In the Middle Ages the relationships between townsfolk and villagers were not particularly good. Townspeople (not only those enjoying the freedom of full city rights, but also the poor) regarded themselves as higher ranking than agricultural peasants in villages. Often enough they did indeed have higher social standing, due to their trade [and] and business profits.
Towns were the economic and cultural centres, but it was the country that provided the goods, especially foodstuffs. In medieval town, the best properties around the square and the market were owned by rich Councillors and merchants. Around them lived the craftsmen and artisans, and the poor by the city walls. The townspeople's livelihoods stemmed largely from trade, skilled crafts and many associated professions. Like today, the townsfolk brought their food at the market.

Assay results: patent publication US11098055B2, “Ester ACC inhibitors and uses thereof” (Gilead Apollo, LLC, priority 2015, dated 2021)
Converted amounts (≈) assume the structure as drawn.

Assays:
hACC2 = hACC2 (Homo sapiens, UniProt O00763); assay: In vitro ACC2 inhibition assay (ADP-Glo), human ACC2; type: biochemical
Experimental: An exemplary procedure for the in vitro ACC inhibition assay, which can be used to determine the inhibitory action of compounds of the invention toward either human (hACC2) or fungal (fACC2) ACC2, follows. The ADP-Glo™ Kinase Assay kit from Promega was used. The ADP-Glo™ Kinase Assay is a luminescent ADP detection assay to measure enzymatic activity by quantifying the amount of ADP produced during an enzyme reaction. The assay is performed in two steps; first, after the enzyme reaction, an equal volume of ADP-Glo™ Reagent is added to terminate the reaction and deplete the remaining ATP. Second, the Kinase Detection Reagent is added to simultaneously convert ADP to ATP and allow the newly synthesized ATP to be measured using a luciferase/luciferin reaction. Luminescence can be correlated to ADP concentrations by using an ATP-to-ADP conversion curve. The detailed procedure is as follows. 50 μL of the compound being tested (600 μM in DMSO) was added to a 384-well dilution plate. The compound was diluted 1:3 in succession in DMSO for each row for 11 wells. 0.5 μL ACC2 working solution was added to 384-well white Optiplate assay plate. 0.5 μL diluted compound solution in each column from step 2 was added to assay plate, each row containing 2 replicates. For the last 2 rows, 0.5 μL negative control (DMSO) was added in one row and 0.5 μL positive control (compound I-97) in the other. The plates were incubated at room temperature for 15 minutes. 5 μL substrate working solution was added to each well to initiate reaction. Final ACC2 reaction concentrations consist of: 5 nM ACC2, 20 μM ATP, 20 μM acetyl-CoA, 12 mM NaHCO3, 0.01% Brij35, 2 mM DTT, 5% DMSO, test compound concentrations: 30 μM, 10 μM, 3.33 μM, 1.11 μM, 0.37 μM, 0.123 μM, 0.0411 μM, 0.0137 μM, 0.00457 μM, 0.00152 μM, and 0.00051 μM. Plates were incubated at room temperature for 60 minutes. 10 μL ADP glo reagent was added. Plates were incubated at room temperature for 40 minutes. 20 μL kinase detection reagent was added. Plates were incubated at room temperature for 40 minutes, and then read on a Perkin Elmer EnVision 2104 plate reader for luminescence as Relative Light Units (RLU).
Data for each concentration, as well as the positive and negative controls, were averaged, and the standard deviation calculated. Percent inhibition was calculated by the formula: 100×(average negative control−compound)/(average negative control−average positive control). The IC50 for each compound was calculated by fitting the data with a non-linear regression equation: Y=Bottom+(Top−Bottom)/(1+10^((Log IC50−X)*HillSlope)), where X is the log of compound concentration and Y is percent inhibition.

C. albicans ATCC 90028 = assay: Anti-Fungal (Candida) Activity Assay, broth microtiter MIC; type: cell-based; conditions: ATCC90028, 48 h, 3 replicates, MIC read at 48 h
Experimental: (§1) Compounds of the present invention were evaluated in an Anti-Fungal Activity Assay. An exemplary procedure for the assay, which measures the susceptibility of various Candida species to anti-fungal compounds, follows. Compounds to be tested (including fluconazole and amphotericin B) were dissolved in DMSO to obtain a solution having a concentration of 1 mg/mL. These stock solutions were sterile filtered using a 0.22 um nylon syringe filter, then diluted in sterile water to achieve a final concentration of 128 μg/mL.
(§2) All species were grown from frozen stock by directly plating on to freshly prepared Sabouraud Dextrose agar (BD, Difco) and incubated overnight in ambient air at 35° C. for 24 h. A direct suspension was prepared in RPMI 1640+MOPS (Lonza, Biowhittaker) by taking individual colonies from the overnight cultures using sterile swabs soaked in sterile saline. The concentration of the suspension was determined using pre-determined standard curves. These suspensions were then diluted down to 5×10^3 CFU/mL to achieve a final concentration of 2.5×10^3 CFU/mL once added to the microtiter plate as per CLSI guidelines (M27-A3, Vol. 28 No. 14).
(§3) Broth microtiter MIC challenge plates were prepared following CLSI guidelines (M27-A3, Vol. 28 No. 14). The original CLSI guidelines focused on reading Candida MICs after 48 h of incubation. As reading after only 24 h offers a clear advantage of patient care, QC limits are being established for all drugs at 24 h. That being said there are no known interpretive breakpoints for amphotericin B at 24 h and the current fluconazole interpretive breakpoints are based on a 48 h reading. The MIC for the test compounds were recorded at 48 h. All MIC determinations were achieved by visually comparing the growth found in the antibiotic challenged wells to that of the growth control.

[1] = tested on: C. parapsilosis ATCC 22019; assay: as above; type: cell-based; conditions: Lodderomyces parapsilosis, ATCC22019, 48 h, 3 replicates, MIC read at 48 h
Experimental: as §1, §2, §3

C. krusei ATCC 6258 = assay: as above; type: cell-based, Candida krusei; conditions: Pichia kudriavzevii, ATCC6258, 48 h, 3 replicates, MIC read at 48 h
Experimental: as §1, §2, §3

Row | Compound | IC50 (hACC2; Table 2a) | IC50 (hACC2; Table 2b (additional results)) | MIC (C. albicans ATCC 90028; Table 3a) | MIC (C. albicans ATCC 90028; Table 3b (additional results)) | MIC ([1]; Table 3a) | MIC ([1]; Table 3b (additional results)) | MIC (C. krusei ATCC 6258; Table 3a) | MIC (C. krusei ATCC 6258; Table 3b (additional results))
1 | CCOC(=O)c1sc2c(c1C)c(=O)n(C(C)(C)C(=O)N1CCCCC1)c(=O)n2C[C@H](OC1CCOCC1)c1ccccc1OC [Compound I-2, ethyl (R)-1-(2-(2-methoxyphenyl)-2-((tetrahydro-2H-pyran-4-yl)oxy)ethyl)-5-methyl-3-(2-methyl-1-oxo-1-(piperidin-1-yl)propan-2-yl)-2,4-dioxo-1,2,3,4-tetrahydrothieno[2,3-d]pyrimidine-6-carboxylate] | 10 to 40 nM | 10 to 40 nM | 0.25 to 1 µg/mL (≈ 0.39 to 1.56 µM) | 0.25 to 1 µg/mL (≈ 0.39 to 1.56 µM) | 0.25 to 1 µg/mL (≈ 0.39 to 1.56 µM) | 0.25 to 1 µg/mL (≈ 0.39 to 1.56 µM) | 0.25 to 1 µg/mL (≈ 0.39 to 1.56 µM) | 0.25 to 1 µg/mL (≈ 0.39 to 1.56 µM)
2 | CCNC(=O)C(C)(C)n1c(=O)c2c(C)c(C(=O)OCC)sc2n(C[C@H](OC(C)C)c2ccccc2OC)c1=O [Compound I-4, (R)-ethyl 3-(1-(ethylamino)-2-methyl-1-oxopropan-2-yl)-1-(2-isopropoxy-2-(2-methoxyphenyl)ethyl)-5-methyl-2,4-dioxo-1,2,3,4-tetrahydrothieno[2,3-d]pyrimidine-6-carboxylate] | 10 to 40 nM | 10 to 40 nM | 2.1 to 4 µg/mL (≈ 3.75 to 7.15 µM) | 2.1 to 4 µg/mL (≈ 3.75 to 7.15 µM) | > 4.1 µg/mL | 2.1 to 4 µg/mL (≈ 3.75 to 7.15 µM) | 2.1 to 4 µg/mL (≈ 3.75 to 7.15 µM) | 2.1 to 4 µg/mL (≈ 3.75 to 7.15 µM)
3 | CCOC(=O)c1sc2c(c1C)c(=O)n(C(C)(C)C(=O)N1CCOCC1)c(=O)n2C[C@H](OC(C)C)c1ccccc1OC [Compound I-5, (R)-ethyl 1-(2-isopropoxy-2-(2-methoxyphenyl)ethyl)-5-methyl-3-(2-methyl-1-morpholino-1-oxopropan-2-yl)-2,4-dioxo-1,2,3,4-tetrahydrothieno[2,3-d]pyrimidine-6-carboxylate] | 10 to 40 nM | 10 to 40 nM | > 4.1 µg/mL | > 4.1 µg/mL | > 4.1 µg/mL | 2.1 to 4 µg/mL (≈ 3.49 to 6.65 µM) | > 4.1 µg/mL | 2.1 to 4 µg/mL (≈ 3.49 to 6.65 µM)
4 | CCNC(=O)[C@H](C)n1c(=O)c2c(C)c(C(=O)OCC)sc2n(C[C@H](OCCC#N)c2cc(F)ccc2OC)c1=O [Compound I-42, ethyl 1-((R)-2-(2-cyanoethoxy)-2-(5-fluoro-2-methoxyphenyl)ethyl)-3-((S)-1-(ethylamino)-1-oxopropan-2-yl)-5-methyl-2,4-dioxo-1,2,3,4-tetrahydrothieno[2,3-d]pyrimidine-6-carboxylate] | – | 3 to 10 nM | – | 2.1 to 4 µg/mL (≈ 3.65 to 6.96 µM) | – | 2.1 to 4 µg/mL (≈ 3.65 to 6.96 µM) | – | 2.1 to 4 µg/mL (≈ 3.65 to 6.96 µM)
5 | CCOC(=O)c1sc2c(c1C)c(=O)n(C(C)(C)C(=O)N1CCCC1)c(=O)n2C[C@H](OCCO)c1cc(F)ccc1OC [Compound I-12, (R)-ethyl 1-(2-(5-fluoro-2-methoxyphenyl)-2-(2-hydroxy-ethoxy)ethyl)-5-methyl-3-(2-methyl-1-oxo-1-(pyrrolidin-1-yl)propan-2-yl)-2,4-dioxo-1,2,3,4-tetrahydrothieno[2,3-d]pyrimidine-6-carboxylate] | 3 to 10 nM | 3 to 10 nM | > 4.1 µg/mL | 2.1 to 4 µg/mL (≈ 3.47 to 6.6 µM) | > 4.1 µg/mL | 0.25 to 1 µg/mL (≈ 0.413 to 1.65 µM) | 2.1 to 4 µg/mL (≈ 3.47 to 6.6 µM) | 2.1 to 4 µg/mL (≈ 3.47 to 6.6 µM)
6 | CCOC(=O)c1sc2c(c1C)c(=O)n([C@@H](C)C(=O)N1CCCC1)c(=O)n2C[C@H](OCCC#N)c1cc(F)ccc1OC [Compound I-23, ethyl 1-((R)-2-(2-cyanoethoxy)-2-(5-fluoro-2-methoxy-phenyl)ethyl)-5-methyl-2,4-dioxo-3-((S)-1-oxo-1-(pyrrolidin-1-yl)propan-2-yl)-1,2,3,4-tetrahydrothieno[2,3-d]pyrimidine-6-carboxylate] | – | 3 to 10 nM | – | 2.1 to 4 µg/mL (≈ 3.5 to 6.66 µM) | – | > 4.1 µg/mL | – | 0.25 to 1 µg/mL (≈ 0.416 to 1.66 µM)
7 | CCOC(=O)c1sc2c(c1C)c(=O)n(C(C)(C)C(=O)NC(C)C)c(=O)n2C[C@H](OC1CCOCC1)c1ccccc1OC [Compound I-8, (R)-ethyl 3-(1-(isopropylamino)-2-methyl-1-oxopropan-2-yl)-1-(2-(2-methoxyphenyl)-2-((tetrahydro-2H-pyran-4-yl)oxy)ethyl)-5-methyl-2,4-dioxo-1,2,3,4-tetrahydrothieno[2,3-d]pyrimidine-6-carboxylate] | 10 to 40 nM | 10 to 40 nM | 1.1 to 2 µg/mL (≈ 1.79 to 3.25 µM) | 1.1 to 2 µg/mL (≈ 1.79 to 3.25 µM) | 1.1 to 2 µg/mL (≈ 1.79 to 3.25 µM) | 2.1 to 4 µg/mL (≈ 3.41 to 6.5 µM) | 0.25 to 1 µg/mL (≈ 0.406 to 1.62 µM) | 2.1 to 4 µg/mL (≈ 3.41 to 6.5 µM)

According to some sources, Prague at the time of Charles IV had some 40,000 inhabitants. At this time London had about 80,000. Paris was comparable to Prague, although the Czech capital covered a larger area. The nobles did not generally live in the cities, but resided on their own estates.